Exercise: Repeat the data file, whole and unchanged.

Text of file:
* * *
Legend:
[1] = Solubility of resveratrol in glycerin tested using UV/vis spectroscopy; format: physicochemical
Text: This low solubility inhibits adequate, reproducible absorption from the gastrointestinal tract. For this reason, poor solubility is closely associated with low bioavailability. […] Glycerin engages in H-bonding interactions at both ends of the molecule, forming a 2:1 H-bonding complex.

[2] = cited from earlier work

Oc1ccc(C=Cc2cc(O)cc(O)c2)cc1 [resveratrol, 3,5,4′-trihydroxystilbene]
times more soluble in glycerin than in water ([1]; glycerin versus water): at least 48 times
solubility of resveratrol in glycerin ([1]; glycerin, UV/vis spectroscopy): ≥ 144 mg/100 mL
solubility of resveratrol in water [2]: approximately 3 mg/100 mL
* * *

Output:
Legend:
[1] = Solubility of resveratrol in glycerin tested using UV/vis spectroscopy; format: physicochemical
Text: This low solubility inhibits adequate, reproducible absorption from the gastrointestinal tract. For this reason, poor solubility is closely associated with low bioavailability. […] Glycerin engages in H-bonding interactions at both ends of the molecule, forming a 2:1 H-bonding complex.

[2] = cited from earlier work

Oc1ccc(C=Cc2cc(O)cc(O)c2)cc1 [resveratrol, 3,5,4′-trihydroxystilbene]
times more soluble in glycerin than in water ([1]; glycerin versus water): at least 48 times
solubility of resveratrol in glycerin ([1]; glycerin, UV/vis spectroscopy): ≥ 144 mg/100 mL
solubility of resveratrol in water [2]: approximately 3 mg/100 mL